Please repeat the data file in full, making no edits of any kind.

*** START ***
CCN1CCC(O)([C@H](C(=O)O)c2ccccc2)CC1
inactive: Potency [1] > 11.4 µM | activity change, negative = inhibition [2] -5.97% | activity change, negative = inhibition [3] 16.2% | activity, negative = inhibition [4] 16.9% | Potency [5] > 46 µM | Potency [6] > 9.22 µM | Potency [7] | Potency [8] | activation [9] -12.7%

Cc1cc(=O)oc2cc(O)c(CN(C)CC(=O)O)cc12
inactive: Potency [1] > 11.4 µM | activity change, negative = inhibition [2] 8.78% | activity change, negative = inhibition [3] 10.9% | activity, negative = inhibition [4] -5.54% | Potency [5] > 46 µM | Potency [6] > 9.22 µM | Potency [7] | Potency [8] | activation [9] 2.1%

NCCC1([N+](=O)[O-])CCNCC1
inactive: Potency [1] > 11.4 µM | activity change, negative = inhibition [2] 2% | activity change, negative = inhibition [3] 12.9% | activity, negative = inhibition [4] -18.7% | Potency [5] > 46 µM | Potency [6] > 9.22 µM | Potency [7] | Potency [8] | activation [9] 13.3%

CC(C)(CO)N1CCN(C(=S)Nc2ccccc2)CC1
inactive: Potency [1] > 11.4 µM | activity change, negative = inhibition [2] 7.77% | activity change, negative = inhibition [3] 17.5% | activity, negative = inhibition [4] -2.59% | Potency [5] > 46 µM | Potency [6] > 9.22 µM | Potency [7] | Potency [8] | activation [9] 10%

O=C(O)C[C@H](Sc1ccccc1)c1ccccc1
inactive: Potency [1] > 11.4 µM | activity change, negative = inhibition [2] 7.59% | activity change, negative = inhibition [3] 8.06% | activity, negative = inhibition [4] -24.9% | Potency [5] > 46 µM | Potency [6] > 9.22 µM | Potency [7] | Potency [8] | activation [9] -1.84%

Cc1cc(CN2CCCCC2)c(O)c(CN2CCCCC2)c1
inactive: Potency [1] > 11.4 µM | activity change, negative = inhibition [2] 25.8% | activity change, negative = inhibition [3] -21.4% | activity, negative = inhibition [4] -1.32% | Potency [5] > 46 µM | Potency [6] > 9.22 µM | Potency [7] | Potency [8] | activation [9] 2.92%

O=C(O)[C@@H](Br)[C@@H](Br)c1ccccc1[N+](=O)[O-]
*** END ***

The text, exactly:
CCN1CCC(O)([C@H](C(=O)O)c2ccccc2)CC1
inactive: Potency [1] > 11.4 µM | activity change, negative = inhibition [2] -5.97% | activity change, negative = inhibition [3] 16.2% | activity, negative = inhibition [4] 16.9% | Potency [5] > 46 µM | Potency [6] > 9.22 µM | Potency [7] | Potency [8] | activation [9] -12.7%

Cc1cc(=O)oc2cc(O)c(CN(C)CC(=O)O)cc12
inactive: Potency [1] > 11.4 µM | activity change, negative = inhibition [2] 8.78% | activity change, negative = inhibition [3] 10.9% | activity, negative = inhibition [4] -5.54% | Potency [5] > 46 µM | Potency [6] > 9.22 µM | Potency [7] | Potency [8] | activation [9] 2.1%

NCCC1([N+](=O)[O-])CCNCC1
inactive: Potency [1] > 11.4 µM | activity change, negative = inhibition [2] 2% | activity change, negative = inhibition [3] 12.9% | activity, negative = inhibition [4] -18.7% | Potency [5] > 46 µM | Potency [6] > 9.22 µM | Potency [7] | Potency [8] | activation [9] 13.3%

CC(C)(CO)N1CCN(C(=S)Nc2ccccc2)CC1
inactive: Potency [1] > 11.4 µM | activity change, negative = inhibition [2] 7.77% | activity change, negative = inhibition [3] 17.5% | activity, negative = inhibition [4] -2.59% | Potency [5] > 46 µM | Potency [6] > 9.22 µM | Potency [7] | Potency [8] | activation [9] 10%

O=C(O)C[C@H](Sc1ccccc1)c1ccccc1
inactive: Potency [1] > 11.4 µM | activity change, negative = inhibition [2] 7.59% | activity change, negative = inhibition [3] 8.06% | activity, negative = inhibition [4] -24.9% | Potency [5] > 46 µM | Potency [6] > 9.22 µM | Potency [7] | Potency [8] | activation [9] -1.84%

Cc1cc(CN2CCCCC2)c(O)c(CN2CCCCC2)c1
inactive: Potency [1] > 11.4 µM | activity change, negative = inhibition [2] 25.8% | activity change, negative = inhibition [3] -21.4% | activity, negative = inhibition [4] -1.32% | Potency [5] > 46 µM | Potency [6] > 9.22 µM | Potency [7] | Potency [8] | activation [9] 2.92%

O=C(O)[C@@H](Br)[C@@H](Br)c1ccccc1[N+](=O)[O-]